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Child Beauty Pageant Ghazal

The woman in front of me at the post office says
she’s mailing out her granddaughter’s hair. 
For pageants, she explains to us all.
She wins wherever she goes with that hair!
My grandmother always sent me beanie babies—
what is it like, instead, to get hair? 
The only wigs I wore were for Halloween. My mother
did my make-up for studio photos, my hair:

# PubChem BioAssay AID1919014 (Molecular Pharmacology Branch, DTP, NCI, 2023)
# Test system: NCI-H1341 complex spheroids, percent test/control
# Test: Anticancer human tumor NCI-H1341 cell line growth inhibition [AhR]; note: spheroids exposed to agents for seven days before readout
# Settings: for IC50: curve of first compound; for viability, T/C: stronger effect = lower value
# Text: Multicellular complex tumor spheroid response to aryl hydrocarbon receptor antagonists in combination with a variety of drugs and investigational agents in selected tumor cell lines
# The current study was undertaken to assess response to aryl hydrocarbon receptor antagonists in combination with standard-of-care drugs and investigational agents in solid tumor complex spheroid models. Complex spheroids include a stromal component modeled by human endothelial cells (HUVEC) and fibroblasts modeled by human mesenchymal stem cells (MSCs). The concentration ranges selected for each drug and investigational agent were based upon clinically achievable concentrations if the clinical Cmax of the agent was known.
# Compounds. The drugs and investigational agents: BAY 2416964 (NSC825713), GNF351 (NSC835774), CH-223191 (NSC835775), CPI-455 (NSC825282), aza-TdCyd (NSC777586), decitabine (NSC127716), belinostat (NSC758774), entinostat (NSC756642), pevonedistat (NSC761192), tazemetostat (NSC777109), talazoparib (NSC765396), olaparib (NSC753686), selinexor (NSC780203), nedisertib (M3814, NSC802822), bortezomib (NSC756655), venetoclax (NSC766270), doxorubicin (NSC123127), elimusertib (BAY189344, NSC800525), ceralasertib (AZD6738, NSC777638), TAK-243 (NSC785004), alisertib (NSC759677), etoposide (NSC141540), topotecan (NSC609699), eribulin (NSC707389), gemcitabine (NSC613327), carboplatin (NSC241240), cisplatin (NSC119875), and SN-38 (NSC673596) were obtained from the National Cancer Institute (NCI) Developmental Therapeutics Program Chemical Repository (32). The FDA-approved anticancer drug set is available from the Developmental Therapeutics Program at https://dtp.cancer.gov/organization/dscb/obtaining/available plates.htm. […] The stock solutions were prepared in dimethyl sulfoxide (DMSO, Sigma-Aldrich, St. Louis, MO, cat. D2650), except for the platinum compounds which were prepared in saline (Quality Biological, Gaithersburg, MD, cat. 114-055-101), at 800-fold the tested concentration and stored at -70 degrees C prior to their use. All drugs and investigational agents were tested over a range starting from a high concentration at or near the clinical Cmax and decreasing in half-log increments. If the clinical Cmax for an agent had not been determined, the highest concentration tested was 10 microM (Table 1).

one year, Snow White with a craft-store bird
on my finger; another, Rapunzel with all that fake hair
in my mouth. A temporary princess, I went home
and washed up, exchanged the wig for my own hair.
My mother used to be in pageants—could’ve made me too,
just asked for one day a year. Every month, she dyes her hair
white-blonde, the color it was when she was a young girl.
As if a girl is nothing without her hair.
I imagine the granddaughter, waiting each day at the mailbox,
her mother waiting each day at the mailbox for that glitzy hair.
Maybe the girl is waiting for a box filled with something—
anything other than hair. Maybe she only feels beautiful in that hair.